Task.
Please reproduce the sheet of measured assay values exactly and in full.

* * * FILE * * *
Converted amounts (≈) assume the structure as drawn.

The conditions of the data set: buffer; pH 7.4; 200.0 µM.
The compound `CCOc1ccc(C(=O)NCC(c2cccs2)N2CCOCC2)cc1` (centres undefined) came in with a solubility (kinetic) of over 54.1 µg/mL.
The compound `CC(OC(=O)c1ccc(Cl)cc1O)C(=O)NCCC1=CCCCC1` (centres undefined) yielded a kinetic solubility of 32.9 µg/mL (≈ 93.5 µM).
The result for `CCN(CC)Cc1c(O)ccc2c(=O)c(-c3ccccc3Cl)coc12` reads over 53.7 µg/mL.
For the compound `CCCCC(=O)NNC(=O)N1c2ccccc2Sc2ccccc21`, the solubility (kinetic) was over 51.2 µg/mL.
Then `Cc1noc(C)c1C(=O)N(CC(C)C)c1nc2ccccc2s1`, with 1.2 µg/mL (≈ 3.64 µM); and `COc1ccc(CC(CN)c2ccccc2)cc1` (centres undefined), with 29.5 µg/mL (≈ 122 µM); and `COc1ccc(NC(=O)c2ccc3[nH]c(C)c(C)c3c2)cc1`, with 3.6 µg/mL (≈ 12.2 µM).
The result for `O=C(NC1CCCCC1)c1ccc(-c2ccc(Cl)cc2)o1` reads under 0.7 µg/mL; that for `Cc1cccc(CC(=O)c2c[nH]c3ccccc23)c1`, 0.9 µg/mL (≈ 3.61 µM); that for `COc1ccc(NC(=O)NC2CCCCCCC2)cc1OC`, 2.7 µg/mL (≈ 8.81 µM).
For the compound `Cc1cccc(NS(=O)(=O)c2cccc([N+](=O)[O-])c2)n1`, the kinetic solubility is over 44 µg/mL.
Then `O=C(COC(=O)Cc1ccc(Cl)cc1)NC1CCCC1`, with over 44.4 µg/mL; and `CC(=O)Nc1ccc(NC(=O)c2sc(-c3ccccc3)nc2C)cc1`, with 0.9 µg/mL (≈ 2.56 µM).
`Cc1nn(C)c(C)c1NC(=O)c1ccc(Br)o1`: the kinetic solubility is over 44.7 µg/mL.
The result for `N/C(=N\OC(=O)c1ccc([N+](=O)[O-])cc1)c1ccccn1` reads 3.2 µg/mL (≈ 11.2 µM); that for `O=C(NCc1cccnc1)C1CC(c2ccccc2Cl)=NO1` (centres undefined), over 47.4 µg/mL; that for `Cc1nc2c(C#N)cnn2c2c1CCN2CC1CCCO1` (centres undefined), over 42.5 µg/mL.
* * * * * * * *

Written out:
Converted amounts (≈) assume the structure as drawn.

The conditions of the data set: buffer; pH 7.4; 200.0 µM.
The compound `CCOc1ccc(C(=O)NCC(c2cccs2)N2CCOCC2)cc1` (centres undefined) came in with a solubility (kinetic) of over 54.1 µg/mL.
The compound `CC(OC(=O)c1ccc(Cl)cc1O)C(=O)NCCC1=CCCCC1` (centres undefined) yielded a kinetic solubility of 32.9 µg/mL (≈ 93.5 µM).
The result for `CCN(CC)Cc1c(O)ccc2c(=O)c(-c3ccccc3Cl)coc12` reads over 53.7 µg/mL.
For the compound `CCCCC(=O)NNC(=O)N1c2ccccc2Sc2ccccc21`, the solubility (kinetic) was over 51.2 µg/mL.
Then `Cc1noc(C)c1C(=O)N(CC(C)C)c1nc2ccccc2s1`, with 1.2 µg/mL (≈ 3.64 µM); and `COc1ccc(CC(CN)c2ccccc2)cc1` (centres undefined), with 29.5 µg/mL (≈ 122 µM); and `COc1ccc(NC(=O)c2ccc3[nH]c(C)c(C)c3c2)cc1`, with 3.6 µg/mL (≈ 12.2 µM).
The result for `O=C(NC1CCCCC1)c1ccc(-c2ccc(Cl)cc2)o1` reads under 0.7 µg/mL; that for `Cc1cccc(CC(=O)c2c[nH]c3ccccc23)c1`, 0.9 µg/mL (≈ 3.61 µM); that for `COc1ccc(NC(=O)NC2CCCCCCC2)cc1OC`, 2.7 µg/mL (≈ 8.81 µM).
For the compound `Cc1cccc(NS(=O)(=O)c2cccc([N+](=O)[O-])c2)n1`, the kinetic solubility is over 44 µg/mL.
Then `O=C(COC(=O)Cc1ccc(Cl)cc1)NC1CCCC1`, with over 44.4 µg/mL; and `CC(=O)Nc1ccc(NC(=O)c2sc(-c3ccccc3)nc2C)cc1`, with 0.9 µg/mL (≈ 2.56 µM).
`Cc1nn(C)c(C)c1NC(=O)c1ccc(Br)o1`: the kinetic solubility is over 44.7 µg/mL.
The result for `N/C(=N\OC(=O)c1ccc([N+](=O)[O-])cc1)c1ccccn1` reads 3.2 µg/mL (≈ 11.2 µM); that for `O=C(NCc1cccnc1)C1CC(c2ccccc2Cl)=NO1` (centres undefined), over 47.4 µg/mL; that for `Cc1nc2c(C#N)cnn2c2c1CCN2CC1CCCO1` (centres undefined), over 42.5 µg/mL.